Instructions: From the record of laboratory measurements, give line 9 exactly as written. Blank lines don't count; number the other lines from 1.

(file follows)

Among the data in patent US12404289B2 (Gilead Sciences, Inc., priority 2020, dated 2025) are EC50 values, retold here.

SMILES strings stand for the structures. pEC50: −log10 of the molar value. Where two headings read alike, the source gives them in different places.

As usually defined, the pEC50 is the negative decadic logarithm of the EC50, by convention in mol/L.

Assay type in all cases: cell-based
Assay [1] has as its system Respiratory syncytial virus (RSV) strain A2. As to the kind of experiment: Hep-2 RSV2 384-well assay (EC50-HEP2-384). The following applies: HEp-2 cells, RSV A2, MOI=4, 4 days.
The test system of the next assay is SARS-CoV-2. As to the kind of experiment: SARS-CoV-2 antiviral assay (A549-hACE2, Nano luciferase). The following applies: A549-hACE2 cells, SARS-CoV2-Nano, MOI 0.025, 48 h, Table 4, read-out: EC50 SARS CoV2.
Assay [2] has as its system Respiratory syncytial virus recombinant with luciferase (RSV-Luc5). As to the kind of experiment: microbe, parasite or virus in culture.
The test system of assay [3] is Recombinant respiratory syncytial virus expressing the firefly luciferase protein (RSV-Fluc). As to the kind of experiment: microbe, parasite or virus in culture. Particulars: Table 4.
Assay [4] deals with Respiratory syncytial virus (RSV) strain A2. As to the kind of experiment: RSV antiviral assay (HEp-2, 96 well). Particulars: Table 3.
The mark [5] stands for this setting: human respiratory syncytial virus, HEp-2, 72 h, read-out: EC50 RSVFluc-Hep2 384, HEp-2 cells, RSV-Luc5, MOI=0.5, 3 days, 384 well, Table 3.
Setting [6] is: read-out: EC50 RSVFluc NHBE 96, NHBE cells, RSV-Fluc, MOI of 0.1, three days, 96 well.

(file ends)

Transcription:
Assay [4] deals with Respiratory syncytial virus (RSV) strain A2. As to the kind of experiment: RSV antiviral assay (HEp-2, 96 well). Particulars: Table 3.